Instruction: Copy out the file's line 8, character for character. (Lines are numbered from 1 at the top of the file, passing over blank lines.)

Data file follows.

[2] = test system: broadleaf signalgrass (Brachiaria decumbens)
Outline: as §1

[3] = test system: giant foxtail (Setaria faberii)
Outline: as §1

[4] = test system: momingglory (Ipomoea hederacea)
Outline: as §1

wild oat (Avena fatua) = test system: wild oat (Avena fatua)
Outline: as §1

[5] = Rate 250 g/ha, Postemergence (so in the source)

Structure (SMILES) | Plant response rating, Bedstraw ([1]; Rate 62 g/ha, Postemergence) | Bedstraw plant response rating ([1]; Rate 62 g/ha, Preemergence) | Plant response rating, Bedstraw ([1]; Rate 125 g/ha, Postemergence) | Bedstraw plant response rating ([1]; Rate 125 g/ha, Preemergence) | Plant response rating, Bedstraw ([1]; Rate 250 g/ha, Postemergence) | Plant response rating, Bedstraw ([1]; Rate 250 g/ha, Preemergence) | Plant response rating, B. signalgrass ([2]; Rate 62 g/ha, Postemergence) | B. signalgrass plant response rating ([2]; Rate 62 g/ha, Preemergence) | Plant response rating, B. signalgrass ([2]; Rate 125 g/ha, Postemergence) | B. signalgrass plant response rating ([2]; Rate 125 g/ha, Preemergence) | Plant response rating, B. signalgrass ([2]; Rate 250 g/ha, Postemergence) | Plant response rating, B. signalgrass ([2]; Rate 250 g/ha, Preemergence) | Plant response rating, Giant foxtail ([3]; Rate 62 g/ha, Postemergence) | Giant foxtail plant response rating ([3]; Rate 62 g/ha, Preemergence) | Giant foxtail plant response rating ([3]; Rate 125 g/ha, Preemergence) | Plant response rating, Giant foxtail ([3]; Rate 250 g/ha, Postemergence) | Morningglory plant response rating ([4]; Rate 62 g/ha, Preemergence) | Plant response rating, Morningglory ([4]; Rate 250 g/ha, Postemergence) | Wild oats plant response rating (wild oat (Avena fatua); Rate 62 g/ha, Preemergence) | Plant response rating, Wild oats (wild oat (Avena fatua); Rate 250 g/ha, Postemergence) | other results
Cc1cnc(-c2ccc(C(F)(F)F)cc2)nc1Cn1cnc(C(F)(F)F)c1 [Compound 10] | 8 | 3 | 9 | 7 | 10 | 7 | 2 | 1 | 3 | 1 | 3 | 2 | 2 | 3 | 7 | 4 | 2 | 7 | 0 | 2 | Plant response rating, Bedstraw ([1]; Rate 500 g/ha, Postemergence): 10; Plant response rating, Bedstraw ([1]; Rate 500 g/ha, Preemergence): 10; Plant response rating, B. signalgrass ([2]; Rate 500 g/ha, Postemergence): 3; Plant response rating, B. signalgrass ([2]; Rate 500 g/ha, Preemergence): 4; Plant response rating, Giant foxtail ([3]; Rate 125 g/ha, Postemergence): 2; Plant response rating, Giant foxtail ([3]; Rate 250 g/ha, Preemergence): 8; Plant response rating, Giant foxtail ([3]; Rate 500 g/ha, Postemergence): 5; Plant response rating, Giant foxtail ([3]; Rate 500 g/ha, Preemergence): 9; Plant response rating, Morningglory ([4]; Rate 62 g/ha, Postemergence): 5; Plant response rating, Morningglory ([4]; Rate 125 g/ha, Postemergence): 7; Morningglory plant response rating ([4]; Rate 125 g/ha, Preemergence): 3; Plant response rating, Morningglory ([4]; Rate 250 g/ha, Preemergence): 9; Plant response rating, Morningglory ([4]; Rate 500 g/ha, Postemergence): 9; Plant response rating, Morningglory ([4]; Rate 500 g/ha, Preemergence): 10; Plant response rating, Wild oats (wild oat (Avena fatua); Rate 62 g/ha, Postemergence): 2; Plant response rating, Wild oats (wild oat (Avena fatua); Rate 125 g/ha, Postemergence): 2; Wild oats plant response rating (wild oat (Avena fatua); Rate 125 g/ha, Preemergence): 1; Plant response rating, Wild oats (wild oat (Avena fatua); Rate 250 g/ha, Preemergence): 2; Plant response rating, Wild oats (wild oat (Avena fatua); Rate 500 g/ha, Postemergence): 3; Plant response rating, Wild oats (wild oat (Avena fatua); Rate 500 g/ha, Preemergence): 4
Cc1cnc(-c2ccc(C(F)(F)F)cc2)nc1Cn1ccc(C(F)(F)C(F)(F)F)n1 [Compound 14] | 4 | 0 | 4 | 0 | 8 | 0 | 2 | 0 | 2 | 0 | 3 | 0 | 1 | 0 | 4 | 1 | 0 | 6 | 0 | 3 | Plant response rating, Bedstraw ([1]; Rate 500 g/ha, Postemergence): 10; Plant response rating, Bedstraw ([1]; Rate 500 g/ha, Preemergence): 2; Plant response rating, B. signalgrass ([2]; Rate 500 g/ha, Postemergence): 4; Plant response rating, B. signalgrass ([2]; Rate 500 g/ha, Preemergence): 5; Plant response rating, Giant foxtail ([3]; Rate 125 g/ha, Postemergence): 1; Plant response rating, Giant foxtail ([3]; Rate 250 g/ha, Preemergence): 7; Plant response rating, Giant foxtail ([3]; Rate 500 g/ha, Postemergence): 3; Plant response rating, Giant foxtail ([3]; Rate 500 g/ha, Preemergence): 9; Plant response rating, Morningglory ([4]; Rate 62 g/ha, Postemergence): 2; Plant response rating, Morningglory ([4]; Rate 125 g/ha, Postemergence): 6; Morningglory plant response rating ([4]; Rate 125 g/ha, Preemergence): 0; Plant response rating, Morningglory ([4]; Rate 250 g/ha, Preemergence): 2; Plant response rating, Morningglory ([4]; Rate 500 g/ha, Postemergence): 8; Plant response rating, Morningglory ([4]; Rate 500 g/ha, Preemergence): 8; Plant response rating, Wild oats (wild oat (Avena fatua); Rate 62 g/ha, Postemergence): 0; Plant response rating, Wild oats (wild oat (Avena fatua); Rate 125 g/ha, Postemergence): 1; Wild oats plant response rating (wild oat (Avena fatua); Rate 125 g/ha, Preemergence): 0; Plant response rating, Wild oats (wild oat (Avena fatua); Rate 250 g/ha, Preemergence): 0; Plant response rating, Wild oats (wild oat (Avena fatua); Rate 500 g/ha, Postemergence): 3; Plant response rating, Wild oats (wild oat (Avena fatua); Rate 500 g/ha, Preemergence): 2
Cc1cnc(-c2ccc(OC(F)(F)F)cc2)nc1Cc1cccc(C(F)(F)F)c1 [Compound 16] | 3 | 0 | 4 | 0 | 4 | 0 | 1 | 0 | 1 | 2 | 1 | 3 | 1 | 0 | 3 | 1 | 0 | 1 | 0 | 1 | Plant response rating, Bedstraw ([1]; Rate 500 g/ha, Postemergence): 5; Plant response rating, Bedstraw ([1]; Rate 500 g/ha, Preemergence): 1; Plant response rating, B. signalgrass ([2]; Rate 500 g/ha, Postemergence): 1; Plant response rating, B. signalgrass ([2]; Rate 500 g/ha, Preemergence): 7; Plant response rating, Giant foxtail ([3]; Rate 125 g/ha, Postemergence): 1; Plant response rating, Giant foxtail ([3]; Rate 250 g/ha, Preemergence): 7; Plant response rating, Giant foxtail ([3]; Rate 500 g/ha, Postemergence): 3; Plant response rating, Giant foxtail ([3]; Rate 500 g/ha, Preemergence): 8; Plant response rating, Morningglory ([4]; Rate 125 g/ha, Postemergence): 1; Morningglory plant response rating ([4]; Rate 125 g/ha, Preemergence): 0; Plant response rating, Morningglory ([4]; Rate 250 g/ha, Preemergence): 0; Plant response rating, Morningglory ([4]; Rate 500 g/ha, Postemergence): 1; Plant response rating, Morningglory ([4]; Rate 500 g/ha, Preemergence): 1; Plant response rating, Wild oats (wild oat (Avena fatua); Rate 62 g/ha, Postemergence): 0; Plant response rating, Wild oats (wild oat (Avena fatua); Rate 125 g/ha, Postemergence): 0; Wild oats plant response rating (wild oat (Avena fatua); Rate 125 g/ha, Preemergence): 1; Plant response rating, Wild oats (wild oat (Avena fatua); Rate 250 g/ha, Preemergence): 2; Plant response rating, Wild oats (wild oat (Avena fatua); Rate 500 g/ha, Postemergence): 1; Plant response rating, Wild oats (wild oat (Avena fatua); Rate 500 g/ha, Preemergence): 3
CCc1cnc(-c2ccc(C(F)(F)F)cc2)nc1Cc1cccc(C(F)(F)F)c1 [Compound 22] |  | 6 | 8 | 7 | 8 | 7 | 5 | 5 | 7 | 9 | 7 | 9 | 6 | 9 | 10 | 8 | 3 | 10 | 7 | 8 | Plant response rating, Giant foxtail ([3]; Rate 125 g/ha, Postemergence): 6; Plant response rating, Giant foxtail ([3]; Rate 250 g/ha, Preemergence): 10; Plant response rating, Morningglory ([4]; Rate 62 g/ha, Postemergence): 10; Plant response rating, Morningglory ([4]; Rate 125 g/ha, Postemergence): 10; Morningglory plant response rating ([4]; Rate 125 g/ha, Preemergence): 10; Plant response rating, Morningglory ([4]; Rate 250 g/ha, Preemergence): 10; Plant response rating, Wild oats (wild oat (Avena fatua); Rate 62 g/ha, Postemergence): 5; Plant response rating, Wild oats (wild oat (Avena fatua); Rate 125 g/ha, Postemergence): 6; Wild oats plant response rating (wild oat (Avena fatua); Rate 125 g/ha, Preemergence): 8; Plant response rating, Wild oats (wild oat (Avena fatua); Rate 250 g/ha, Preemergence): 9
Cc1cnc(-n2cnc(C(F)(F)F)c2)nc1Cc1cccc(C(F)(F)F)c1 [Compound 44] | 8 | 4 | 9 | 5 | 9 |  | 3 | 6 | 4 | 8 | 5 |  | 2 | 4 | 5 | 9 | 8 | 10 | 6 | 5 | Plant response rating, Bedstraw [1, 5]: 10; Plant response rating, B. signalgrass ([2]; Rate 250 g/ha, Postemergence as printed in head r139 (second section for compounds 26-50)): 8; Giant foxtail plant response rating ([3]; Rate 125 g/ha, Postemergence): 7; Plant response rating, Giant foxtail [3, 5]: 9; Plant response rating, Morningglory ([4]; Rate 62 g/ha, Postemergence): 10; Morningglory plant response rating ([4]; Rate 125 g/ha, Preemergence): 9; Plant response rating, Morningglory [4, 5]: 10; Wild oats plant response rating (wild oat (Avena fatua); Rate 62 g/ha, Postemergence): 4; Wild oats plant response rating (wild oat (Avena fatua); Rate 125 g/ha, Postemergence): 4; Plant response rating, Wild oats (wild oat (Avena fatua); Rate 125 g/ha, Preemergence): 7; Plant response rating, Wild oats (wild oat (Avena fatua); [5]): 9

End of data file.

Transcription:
Outline: as §1